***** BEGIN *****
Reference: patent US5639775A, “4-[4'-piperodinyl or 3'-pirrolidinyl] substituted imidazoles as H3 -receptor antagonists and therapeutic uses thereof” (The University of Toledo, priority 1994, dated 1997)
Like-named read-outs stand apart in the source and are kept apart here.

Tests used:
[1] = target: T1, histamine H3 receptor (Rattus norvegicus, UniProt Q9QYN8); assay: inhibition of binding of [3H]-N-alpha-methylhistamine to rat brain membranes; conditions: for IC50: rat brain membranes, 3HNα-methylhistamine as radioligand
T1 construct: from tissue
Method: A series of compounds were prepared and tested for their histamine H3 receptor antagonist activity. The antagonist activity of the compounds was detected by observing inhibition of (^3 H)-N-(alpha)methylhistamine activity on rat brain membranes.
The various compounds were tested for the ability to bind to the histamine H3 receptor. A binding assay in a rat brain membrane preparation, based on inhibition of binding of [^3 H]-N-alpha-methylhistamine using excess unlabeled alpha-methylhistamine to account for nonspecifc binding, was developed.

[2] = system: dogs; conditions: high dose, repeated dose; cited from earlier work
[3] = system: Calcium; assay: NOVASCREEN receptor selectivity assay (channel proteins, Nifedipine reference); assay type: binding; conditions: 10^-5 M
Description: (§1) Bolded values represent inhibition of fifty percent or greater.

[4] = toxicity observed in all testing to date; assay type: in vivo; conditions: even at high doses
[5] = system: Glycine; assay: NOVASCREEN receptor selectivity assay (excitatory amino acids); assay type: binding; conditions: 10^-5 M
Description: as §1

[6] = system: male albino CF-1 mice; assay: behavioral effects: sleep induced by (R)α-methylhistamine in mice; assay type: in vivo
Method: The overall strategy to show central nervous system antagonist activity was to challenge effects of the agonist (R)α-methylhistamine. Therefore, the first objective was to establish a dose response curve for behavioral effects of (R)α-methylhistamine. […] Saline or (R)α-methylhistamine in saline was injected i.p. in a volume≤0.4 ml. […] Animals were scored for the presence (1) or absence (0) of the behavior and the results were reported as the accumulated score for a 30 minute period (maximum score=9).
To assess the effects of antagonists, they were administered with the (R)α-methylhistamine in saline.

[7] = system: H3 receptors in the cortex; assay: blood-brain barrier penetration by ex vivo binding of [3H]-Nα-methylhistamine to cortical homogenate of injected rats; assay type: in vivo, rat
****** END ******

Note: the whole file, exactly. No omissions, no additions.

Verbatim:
Reference: patent US5639775A, “4-[4'-piperodinyl or 3'-pirrolidinyl] substituted imidazoles as H3 -receptor antagonists and therapeutic uses thereof” (The University of Toledo, priority 1994, dated 1997)
Like-named read-outs stand apart in the source and are kept apart here.

Tests used:
[1] = target: T1, histamine H3 receptor (Rattus norvegicus, UniProt Q9QYN8); assay: inhibition of binding of [3H]-N-alpha-methylhistamine to rat brain membranes; conditions: for IC50: rat brain membranes, 3HNα-methylhistamine as radioligand
T1 construct: from tissue
Method: A series of compounds were prepared and tested for their histamine H3 receptor antagonist activity. The antagonist activity of the compounds was detected by observing inhibition of (^3 H)-N-(alpha)methylhistamine activity on rat brain membranes.
The various compounds were tested for the ability to bind to the histamine H3 receptor. A binding assay in a rat brain membrane preparation, based on inhibition of binding of [^3 H]-N-alpha-methylhistamine using excess unlabeled alpha-methylhistamine to account for nonspecifc binding, was developed.

[2] = system: dogs; conditions: high dose, repeated dose; cited from earlier work
[3] = system: Calcium; assay: NOVASCREEN receptor selectivity assay (channel proteins, Nifedipine reference); assay type: binding; conditions: 10^-5 M
Description: (§1) Bolded values represent inhibition of fifty percent or greater.

[4] = toxicity observed in all testing to date; assay type: in vivo; conditions: even at high doses
[5] = system: Glycine; assay: NOVASCREEN receptor selectivity assay (excitatory amino acids); assay type: binding; conditions: 10^-5 M
Description: as §1

[6] = system: male albino CF-1 mice; assay: behavioral effects: sleep induced by (R)α-methylhistamine in mice; assay type: in vivo
Method: The overall strategy to show central nervous system antagonist activity was to challenge effects of the agonist (R)α-methylhistamine. Therefore, the first objective was to establish a dose response curve for behavioral effects of (R)α-methylhistamine. […] Saline or (R)α-methylhistamine in saline was injected i.p. in a volume≤0.4 ml. […] Animals were scored for the presence (1) or absence (0) of the behavior and the results were reported as the accumulated score for a 30 minute period (maximum score=9).
To assess the effects of antagonists, they were administered with the (R)α-methylhistamine in saline.

[7] = system: H3 receptors in the cortex; assay: blood-brain barrier penetration by ex vivo binding of [3H]-Nα-methylhistamine to cortical homogenate of injected rats; assay type: in vivo, rat